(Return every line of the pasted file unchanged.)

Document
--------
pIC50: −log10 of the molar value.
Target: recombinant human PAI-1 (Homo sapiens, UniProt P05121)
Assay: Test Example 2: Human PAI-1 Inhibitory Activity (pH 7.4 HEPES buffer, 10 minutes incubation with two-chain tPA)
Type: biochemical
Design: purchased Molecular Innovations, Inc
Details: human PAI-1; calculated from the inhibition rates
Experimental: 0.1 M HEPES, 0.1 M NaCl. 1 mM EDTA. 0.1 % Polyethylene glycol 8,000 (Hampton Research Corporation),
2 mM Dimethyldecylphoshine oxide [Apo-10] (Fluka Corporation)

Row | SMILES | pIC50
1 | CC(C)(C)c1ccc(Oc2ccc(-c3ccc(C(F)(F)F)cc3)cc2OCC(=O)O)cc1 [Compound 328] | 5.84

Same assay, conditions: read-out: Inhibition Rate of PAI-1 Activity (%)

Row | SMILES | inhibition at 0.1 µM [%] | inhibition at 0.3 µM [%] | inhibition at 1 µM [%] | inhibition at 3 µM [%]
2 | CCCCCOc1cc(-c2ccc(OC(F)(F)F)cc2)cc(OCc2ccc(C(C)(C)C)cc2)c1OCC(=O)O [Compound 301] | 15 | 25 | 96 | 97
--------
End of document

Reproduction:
pIC50: −log10 of the molar value.
Target: recombinant human PAI-1 (Homo sapiens, UniProt P05121)
Assay: Test Example 2: Human PAI-1 Inhibitory Activity (pH 7.4 HEPES buffer, 10 minutes incubation with two-chain tPA)
Type: biochemical
Design: purchased Molecular Innovations, Inc
Details: human PAI-1; calculated from the inhibition rates
Experimental: 0.1 M HEPES, 0.1 M NaCl. 1 mM EDTA. 0.1 % Polyethylene glycol 8,000 (Hampton Research Corporation),
2 mM Dimethyldecylphoshine oxide [Apo-10] (Fluka Corporation)

Row | SMILES | pIC50
1 | CC(C)(C)c1ccc(Oc2ccc(-c3ccc(C(F)(F)F)cc3)cc2OCC(=O)O)cc1 [Compound 328] | 5.84

Same assay, conditions: read-out: Inhibition Rate of PAI-1 Activity (%)

Row | SMILES | inhibition at 0.1 µM [%] | inhibition at 0.3 µM [%] | inhibition at 1 µM [%] | inhibition at 3 µM [%]
2 | CCCCCOc1cc(-c2ccc(OC(F)(F)F)cc2)cc(OCc2ccc(C(C)(C)C)cc2)c1OCC(=O)O [Compound 301] | 15 | 25 | 96 | 97